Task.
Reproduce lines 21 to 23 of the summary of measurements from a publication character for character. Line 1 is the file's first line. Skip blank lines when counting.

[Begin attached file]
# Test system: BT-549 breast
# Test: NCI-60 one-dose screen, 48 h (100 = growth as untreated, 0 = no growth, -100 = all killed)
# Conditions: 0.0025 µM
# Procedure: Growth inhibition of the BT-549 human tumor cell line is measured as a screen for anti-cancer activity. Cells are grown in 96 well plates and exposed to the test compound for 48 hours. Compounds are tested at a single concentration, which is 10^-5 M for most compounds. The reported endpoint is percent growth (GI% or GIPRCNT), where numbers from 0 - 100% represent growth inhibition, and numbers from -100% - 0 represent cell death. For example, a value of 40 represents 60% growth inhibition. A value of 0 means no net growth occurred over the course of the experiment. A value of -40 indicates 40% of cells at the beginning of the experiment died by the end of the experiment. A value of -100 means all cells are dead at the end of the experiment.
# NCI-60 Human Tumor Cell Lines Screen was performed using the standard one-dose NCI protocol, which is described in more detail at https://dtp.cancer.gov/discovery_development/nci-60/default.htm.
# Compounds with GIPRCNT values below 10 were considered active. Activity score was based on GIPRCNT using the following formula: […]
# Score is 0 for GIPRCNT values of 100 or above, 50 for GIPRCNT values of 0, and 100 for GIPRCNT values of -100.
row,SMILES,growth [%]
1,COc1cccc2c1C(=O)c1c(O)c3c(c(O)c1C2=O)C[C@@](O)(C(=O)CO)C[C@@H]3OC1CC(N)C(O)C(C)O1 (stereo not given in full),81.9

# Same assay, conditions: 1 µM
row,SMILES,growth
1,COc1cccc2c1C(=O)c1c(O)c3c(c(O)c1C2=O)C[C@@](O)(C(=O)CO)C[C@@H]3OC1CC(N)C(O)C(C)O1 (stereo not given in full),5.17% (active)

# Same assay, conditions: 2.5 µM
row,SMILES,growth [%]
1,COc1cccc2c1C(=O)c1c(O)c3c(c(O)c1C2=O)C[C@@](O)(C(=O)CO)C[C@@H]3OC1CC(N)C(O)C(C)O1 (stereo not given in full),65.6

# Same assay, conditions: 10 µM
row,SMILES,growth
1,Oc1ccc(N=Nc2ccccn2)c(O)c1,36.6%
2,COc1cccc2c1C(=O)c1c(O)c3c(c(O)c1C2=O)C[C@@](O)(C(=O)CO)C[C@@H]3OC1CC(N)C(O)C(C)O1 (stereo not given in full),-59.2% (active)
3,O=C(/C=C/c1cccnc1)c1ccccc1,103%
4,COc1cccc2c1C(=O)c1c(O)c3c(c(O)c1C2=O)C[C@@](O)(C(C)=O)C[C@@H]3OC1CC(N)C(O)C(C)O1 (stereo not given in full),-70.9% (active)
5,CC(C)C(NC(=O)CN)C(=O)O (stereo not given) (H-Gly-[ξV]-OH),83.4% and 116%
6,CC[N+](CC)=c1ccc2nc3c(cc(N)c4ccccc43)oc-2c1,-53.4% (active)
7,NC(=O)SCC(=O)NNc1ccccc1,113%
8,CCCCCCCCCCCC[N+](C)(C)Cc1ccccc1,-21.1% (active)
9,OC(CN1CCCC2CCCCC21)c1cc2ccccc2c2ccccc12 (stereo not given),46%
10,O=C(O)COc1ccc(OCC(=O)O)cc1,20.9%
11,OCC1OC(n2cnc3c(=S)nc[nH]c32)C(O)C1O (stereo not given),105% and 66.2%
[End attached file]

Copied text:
4,COc1cccc2c1C(=O)c1c(O)c3c(c(O)c1C2=O)C[C@@](O)(C(C)=O)C[C@@H]3OC1CC(N)C(O)C(C)O1 (stereo not given in full),-70.9% (active)
5,CC(C)C(NC(=O)CN)C(=O)O (stereo not given) (H-Gly-[ξV]-OH),83.4% and 116%
6,CC[N+](CC)=c1ccc2nc3c(cc(N)c4ccccc43)oc-2c1,-53.4% (active)